Life is absurd. We are wibbly double-fist sized grey matter conductors encased within and driving around a skeleton which is itself held together by sinew and muscle, insulated by fat and flesh and hair and standing on the surface of a four-and-a-half billion year old wet rock, which we are only stuck to because it is so heavy it bends the fabric of space and draws everyone towards itself. The most basic of building blocks which create this wet rock we call home, as well as the flesh and blood and bone of our bodies, were created through a succession of stars collapsing over the past thirteen billion years, spewing out the elementary materials for everything we see, touch, taste and are.
As running into the streets screaming about the implausibility of it all is not an entirely productive option, we must first accept and then understand our position in the universe. The pursuit of science can give us a factual understanding, offering results in figures and formulas that are constant and true. But we, as a species, are not computational devices built to work in the expressions of numbers and facts. We experience feelings, both miniscule and profound, and possess an ability to think in the abstract, meaning we can ponder on things that have never and never will happen.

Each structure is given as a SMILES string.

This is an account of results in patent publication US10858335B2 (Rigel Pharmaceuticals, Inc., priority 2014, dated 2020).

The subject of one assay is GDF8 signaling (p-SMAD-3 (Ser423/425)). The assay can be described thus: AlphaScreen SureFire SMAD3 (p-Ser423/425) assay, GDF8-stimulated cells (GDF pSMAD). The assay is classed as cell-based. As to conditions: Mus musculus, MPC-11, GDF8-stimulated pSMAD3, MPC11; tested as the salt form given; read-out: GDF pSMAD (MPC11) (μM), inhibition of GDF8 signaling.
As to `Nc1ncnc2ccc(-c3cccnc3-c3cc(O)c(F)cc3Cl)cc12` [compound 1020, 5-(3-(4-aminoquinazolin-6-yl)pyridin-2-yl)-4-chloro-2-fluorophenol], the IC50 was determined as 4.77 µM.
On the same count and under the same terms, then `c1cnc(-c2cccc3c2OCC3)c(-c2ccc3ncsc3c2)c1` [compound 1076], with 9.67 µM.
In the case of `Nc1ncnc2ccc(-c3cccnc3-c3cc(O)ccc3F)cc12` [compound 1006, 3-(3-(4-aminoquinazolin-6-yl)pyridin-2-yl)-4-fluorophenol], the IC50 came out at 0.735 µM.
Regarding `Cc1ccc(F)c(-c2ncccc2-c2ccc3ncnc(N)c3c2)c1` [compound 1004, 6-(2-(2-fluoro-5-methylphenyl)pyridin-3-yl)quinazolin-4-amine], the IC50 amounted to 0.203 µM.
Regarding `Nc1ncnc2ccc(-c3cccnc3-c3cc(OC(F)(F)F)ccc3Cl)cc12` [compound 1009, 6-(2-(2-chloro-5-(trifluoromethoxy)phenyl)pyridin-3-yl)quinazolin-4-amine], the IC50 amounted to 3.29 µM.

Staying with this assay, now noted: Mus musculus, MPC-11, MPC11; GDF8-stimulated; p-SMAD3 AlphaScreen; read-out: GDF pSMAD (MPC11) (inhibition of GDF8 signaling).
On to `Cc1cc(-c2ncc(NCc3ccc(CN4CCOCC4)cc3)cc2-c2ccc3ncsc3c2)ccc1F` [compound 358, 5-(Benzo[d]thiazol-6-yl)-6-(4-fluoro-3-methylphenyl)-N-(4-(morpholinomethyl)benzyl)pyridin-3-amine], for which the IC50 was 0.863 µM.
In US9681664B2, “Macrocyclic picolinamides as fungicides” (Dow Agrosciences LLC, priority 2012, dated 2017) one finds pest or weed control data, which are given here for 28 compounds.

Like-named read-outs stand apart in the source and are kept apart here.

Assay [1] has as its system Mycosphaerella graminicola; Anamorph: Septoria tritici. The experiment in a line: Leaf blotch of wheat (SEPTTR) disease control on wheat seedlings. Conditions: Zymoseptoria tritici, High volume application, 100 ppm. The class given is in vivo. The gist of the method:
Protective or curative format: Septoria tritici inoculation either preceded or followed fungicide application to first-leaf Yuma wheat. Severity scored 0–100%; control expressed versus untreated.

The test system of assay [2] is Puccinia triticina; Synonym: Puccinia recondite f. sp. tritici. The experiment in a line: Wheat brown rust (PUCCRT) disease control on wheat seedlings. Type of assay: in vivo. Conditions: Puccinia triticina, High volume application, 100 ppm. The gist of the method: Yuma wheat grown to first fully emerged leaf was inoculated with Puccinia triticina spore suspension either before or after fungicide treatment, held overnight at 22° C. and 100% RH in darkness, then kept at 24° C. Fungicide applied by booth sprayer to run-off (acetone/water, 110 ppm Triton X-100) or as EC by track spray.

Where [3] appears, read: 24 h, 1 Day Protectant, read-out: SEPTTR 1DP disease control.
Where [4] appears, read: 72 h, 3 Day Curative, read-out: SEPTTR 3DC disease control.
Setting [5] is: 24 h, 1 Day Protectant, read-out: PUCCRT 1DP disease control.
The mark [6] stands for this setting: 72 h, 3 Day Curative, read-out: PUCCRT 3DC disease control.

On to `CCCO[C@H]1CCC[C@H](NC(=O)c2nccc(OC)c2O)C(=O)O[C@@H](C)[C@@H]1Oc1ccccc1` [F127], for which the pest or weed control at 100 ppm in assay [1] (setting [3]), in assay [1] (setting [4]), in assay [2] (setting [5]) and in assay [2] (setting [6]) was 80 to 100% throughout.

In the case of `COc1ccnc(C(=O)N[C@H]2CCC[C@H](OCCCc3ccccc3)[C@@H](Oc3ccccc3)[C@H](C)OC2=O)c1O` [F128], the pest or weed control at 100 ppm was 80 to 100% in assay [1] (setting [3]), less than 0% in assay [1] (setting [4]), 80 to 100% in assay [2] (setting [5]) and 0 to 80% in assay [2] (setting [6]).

It is through art that I believe we can represent the emotions of our place in the universe. Each artefact operates as a bookmark that we can turn to in order to understand the creator's feelings on their position in the universe at the time of the artefact's creation. Concepts such as death, rebirth, love, lust, hate, fear, all the primal emotions that every one of us are capable of feeling, which cannot be exhibited and consumed through numbers, can be expressed through the artefacts of our art.
I create art in order to expand my understanding of the world in a way that makes sense to me. I am, as many would say of themselves, not solely a “numbers person”. Facts and figures do not evoke a wholesome understanding within the universe we inhabit. I need an aesthetical approach to explore my world.
“You can intellectually engage with something quite quickly but to emotionally and spiritually engage with something takes quite a long time, you have to live with it.”
- Grayson Perry, 2013